Laurie Essig, a professor of sociology and women’s and gender studies at Middlebury College, is the author of “Queer in Russia: A Story of Sex, Self, and the Other.”
Twenty-five years ago, when I lived in Russia, I was in a restaurant with some friends. The meal abruptly ended when we were escorted, at gunpoint, into a back room. The restaurateurs-cum-criminals wanted us to pay them a few hundred dollars or else they would inform our families and employers that we were “pederasts” and “dykes.”
Just a few short years before the fall of the Soviet Union, homosexuality could land you in the gulag or a psychiatric hospital. When we escaped that night, we did not report the incident to the police because there was no legal protection for Russia’s gays and lesbians.
Later, as Russia opened up to the more or less free exchange of ideas, goods and services, it was easy to imagine that life would get better for its lesbian, gay, bisexual and transgender residents. After all, how could a country with haute couture and organic food stores remain stubbornly anti-gay? How could a country with vibrant academic and activist communities not become more like the West in its attitudes toward sexuality?
No such luck. Russia is nearly as difficult a place to be gay today as it was under the Soviet regime.
Gay couples cannot adopt, nor can anyone from a country where same-sex marriage is legal adopt a Russian child. A new law banning “propaganda of nontraditional sexual relations” makes it a crime to say anything positive to minors about homosexuality.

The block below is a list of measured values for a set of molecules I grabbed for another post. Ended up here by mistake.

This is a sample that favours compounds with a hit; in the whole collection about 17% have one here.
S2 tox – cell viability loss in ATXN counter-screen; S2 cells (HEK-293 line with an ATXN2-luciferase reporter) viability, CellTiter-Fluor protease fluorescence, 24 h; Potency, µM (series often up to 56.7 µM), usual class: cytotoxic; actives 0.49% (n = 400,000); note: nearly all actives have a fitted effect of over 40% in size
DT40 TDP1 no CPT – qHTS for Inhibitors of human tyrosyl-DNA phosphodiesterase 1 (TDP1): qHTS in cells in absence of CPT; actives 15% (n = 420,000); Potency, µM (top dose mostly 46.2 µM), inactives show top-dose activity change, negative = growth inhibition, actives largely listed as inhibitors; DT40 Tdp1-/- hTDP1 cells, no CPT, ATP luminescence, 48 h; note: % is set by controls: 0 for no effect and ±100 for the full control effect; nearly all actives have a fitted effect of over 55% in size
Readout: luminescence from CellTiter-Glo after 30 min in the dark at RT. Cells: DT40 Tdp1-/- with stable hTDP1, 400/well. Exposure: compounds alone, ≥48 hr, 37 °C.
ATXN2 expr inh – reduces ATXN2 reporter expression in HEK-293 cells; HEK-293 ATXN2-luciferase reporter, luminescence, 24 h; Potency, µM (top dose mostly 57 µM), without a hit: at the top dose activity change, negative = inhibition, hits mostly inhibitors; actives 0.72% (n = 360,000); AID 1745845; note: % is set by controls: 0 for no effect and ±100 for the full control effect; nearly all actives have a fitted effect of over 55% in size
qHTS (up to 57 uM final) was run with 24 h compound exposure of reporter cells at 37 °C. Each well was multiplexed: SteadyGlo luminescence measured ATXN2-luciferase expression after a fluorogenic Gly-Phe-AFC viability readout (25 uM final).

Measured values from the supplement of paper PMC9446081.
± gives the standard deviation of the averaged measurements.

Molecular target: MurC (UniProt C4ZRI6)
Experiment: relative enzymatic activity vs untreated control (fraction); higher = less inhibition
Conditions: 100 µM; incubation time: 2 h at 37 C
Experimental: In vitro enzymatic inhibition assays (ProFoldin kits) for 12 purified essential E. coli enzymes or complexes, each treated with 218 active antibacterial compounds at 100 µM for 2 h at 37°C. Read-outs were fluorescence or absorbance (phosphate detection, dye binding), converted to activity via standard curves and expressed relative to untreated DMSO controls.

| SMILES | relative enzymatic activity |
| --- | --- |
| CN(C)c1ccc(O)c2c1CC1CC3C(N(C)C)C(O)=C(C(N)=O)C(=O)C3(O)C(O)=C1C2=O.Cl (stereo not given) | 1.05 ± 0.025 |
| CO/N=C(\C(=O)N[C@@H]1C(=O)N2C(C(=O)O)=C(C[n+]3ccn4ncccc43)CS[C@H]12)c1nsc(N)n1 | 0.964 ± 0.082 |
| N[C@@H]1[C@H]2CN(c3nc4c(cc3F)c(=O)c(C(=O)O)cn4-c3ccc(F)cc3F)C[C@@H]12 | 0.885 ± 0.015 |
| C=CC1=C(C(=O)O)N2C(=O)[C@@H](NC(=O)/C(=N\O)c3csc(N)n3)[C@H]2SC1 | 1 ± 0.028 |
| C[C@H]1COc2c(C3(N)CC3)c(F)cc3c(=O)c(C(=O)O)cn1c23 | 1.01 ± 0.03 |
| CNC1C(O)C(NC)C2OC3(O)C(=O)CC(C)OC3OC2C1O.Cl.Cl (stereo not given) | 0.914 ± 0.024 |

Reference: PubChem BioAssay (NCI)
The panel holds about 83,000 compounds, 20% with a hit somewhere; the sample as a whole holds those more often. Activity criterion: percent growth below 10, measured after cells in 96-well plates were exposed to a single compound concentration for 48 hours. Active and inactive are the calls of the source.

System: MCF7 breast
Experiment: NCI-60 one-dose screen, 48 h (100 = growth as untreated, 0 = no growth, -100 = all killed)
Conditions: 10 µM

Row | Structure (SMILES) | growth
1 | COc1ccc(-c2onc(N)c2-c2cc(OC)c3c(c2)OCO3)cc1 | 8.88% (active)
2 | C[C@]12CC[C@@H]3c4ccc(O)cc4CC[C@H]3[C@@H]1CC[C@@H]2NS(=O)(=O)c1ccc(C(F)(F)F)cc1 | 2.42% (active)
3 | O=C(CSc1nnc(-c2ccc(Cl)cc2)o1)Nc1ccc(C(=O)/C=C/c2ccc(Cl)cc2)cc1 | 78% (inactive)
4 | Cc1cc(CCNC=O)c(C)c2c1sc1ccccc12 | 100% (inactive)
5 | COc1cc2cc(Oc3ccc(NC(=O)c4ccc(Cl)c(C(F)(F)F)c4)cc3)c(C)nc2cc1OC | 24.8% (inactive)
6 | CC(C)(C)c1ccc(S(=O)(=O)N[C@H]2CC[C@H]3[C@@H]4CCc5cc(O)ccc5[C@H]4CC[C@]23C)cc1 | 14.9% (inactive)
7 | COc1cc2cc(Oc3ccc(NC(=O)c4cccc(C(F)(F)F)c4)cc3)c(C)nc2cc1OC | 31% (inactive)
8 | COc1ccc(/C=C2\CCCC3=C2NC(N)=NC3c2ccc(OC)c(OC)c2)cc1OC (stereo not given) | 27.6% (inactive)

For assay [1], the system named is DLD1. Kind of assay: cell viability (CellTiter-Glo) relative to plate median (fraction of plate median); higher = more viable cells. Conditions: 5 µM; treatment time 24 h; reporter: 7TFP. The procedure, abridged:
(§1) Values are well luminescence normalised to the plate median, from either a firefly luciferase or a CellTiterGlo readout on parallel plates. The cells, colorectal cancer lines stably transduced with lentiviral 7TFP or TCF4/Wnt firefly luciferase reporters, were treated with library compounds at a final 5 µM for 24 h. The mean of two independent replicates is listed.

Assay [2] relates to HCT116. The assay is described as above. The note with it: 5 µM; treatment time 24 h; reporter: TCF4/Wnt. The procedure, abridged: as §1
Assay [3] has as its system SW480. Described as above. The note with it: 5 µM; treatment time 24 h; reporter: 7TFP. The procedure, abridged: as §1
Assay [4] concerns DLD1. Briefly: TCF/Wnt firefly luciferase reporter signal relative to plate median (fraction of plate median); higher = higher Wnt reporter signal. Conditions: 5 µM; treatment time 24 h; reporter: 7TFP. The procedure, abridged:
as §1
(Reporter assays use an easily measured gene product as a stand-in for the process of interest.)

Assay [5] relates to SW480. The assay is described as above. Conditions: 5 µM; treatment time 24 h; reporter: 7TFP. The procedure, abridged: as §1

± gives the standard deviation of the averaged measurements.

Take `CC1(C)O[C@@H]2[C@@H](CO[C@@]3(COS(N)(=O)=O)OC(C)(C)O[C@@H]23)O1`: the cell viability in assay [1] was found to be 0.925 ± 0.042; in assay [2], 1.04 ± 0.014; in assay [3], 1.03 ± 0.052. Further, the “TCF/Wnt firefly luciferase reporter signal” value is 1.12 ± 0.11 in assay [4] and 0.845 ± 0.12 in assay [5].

The anti-gay targeting has a populist streak as well. Ultra-nationalist groups such as Occupy Pedophilia lure young gay men with classified ads, threaten or brutally harass them, then circulate videos of the treatment on social media as a “lesson” to others. Members of the group say homosexuality is as morally reprehensible as pedophilia. At least one young man has apparently died from his injuries. Several more have committed suicide.
Americans, like Lenin before them, are left with the question: What is to be done? On top of the current tension between President Obama and Russian President Vladimir Putin, some U.S. activists are calling for a boycott of the 2014 Winter Olympics in Sochi, Russia. Others are leading a boycott of Russian vodka. Even Lady Gaga is telling Russia’s LGBT community that “we will fight for your freedom.”
But it will take more than boycotts and pop stars to make the country more tolerant. Russia has a very different history of sexuality than the West does, and what is going on today is a result of that history.
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